It is clear that is a compact continuous mapping.
Let us now consider another problem
with the boundary value condition
where . Similar to the discussion of the solutions of (1) with (2), we have
and
From (9) and (10), we have
Lemma 2.3The functionhas the following properties:
(i) For any fixed, the equation
(ii) The function, defined in (i), is continuous and sends bounded sets to bounded sets. Moreover,
Proof (i) It is easy to see that
From Lemma 2.1, it is immediate that
and hence, if (11) has a solution, then it is unique.
Let . Suppose . Since , it is easy to see that there exists an such that the ith component of satisfies
Thus the ith component of is nonzero and keeps sign, and then we have
Let us consider the equation
It is easy to see that all the solutions of (12) belong to . So, we have
which implies the existence of solutions of .
In this way, we define a function , which satisfies
(ii) By the proof of (i), we also obtain that sends bounded sets to bounded sets, and
It only remains to prove the continuity of . Let be a convergent sequence in C and as . Since is a bounded sequence, then it contains a convergent subsequence . Let as . Since , letting , we have . From (i), we get , it means that is continuous. The proof is completed. □
Now, we define the operator as
It is clear that is continuous and sends bounded sets of into bounded sets of , and hence it is a compact continuous mapping.
If u is a solution of (1) with (2), we have
and
If u is a solution of (7) with (8), we have
and
We denote
Lemma 2.4The operators () are continuous and send equiintegrable sets into relatively compact sets in.
Proof We only prove that the operator is continuous and sends equiintegrable sets in to relatively compact sets in , the rest is similar.
It is easy to check that for all . Since
it is easy to check that is a continuous operator from to .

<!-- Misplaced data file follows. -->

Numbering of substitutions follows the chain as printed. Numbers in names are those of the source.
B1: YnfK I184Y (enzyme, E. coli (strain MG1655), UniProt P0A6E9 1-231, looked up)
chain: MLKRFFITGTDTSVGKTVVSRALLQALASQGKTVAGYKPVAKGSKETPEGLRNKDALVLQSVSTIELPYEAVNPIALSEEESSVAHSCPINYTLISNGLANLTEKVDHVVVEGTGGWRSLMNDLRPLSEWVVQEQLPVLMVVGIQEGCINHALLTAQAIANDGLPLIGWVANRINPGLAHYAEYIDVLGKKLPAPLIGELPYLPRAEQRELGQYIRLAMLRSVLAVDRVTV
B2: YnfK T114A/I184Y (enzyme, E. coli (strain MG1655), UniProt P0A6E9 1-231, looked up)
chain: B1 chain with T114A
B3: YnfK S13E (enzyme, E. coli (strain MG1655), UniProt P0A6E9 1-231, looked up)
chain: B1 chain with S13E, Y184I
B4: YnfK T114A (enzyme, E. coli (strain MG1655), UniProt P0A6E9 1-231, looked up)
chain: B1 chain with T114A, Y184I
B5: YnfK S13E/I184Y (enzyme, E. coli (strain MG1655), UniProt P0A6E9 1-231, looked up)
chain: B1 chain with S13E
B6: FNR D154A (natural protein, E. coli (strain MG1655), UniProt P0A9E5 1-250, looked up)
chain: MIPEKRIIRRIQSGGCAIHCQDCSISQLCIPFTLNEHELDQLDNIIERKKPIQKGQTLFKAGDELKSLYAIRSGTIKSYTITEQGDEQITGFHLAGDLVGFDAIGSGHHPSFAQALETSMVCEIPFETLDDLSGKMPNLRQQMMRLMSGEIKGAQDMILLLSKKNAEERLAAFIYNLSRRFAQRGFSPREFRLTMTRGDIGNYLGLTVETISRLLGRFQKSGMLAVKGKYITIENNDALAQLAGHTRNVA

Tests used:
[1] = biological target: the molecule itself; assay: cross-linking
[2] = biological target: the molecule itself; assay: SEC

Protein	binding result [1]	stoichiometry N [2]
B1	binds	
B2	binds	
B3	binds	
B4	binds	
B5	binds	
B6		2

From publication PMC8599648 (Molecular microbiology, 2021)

Let now U be an equiintegrable set in , then there exists such that
We want to show that is a compact set.
Let be a sequence in , then there exists a sequence such that . For any , we have
Hence the sequence is uniformly bounded and equicontinuous. By the AscoliArzela theorem, there exists a subsequence of (which we still denote by ) convergent in C. According to the bounded continuous of the operator , we can choose a subsequence of (which we still denote by ) which is convergent in C, then is convergent in C.
From the definition of and the continuity of , we can see that is convergent in C. Thus, is convergent in . This completes the proof. □
It is easy to see that and are both compact continuous.
We denote () the Nemytskii operator associated to defined by
Lemma 2.5is a solution of (P) if and only ifis a solution of the following abstract equation:
Proof If is a solution to (P), according to the proof before Lemma 2.5, it is easy to obtain that is a solution to (S).
Conversely, if is a solution to (S), then
which implies
It follows from (S) that
then
By the condition of the mapping , we have
and then
From (S), we have
and
then
Thus
From (S), we have
By the condition of the mapping , we have
which implies that
Moreover, from (S), it is easy to obtain
and
This completes the proof. □
3 Existence of solutions
In this section, we apply LeraySchauder’s degree to deal with the existence of solutions for (P), when satisfies a sub growth condition or a general growth condition ().
We denote (S) as
where
Theorem 3.1Ifsatisfies a subgrowth condition, then the problem (P) has at least one solution for any fixed parameter ().
Proof Denote
where
According to Lemma 2.5, we know that (P) has the same solution of
It is easy to see that the operators and are compact continuous. According to Lemma 2.2, Lemma 2.3 and Lemma 2.4, we can see that and are compact continuous from to , thus is compact continuous from to W.